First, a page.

Diverse types of nanoparticles show photocatalytic properties, where the absorption of an specific wavelength is used for generating (accelerating) a chemical reaction, including destruction of microbial cells, generally due to reactive oxygen species (ROS) generation (Nica et al., 2017). In this sense, TiO2NPs, containing 1% Fe and N, structured as a thin layer on a polystyrene surface, have demonstrated inactivation of bacterial cells ( coli, Enterococcus faecalis, P. aeruginosa, S. aureus) after sun light exposure. When exposed to visible, and specially to UV light, these nanoparticles also showed antibiofilm activity in the case of E. coli, P. aeruginosa and S. aureus, which inhibition values in the order of 2–32 μg/mL (Nica et al., 2017). Similar TiO2 nanoparticles, although containing Ag instead of Fe and N, have been tested successfully on stainless steel surfaces (coupons) in order to prevent bacterial biofilm formation, a method of potential application in beverage industry pipelines (Priha et al., 2011). This coating strategy has been more effective in the case of Gram-negative bacteria (such as Pseudomonas fluorescens) than in the case of Gram-positive ones (such as Lactobacillus paracasei) (Priha et al., 2011).
ZnO nanoparticles generated with the help of Ulva lactucaaqueous extract have been also described as excellent photocatalysts, absorbing light at 325 nm wavelength. These are able to generate ROS in contact with bacterial cells, causing 80% reductions in biofilms formed by Bacillus pumilus, B. licheniformis, E. coli or Proteus vulgaris (Ishwarya et al., 2018).
Photocatalytic nanoparticles have demonstrated strong antibiofilm effects against important human pathogens as well. For example, 10-days-old monocytogenesbiofilms, generated after incubation at 16°C on stainless steel or glass surfaces, have shown reductions of 3 log CFU/cm2 after 180 min and 120 min irradiation with 395 nm wavelength, respectively (Chorianopoulos et al., 2011). This novel technique demonstrates the feasibility of biofilm removal using self-disinfecting modified surfaces in industrial environments, where stainless steel and glass surfaces are common.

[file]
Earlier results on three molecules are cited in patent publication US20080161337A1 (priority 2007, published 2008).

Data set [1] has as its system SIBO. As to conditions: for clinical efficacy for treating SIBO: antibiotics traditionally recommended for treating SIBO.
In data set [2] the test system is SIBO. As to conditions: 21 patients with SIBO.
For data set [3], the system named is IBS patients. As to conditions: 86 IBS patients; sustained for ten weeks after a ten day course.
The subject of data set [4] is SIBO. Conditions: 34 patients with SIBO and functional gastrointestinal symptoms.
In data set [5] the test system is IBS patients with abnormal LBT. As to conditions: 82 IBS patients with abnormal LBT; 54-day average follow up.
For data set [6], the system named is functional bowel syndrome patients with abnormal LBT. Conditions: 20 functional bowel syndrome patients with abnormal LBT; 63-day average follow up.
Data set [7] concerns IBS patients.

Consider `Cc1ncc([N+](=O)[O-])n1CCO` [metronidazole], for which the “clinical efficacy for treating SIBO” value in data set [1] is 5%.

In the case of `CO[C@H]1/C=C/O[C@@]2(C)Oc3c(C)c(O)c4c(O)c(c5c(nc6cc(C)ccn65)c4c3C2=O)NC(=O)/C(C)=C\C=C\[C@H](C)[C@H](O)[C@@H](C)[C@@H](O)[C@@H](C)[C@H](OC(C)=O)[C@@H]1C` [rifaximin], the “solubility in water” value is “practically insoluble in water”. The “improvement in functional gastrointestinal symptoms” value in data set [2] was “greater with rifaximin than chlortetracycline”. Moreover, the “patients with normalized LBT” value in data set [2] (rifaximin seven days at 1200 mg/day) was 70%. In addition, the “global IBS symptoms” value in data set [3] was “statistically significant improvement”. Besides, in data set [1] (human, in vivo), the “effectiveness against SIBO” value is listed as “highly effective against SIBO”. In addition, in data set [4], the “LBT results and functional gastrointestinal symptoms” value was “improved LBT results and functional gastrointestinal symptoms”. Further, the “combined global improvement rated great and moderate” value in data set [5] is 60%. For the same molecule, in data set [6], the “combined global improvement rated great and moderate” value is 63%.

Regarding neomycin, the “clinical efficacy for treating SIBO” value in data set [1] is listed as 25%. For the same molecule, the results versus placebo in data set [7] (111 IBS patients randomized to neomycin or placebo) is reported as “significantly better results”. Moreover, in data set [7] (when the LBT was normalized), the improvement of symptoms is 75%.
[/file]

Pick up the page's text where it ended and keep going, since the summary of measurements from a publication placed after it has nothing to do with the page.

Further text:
Further reading on photocatalysts
Nica, I. C., Stan, M. S., Popa, M., Chifiriuc, M. C., Lazar, V., Pircalabioru, G. G., et al. (2017). Interaction of new-developed TiO2-based photocatalytic nanoparticles with pathogenic microorganisms and human dermal and pulmonary fibroblasts. Int. J. Mol. Sci. 18:249. doi: 10.3390/ijms18020249.
Priha, O., Laakso, J., Tapani, K., Levänen, E., Kolari, M., Mäntylä, T., et al. (2011). Effect of photocatalytic and hydrophobic coatings on brewery surface microorganisms. J. Food Prot. 74, 1891–1901. DOI: 10.4315/0362-028X.JFP-11-008.
Ishwarya, R., Vaseeharan, B., Kalyani, S., Banumathi, B., Govindarajan, M., Alharbi, N. S., et al. (2018). Facile green synthesis of zinc oxide nanoparticles using Ulva lactuca seaweed extract and evaluation of their photocatalytic, antibiofilm and insecticidal activity. J. Photochem. Photobiol. B 178, 249–258. DOI: 10.1016/j.jphotobiol.2017.11.006.
Chorianopoulos, N. G., Tsoukleris, D. S., Panagou, E. Z., Falaras, P., and Nychas, G. J. (2011). Use of titanium dioxide (TiO2) photocatalysts as alternative means for Listeria monocytogenes biofilm disinfection in food processing. Food Microbiol. 28, 164–170. DOI: 10.1016/j.fm.2010.07.025.
This page is still under development. Can you help us complete it? Please contact us.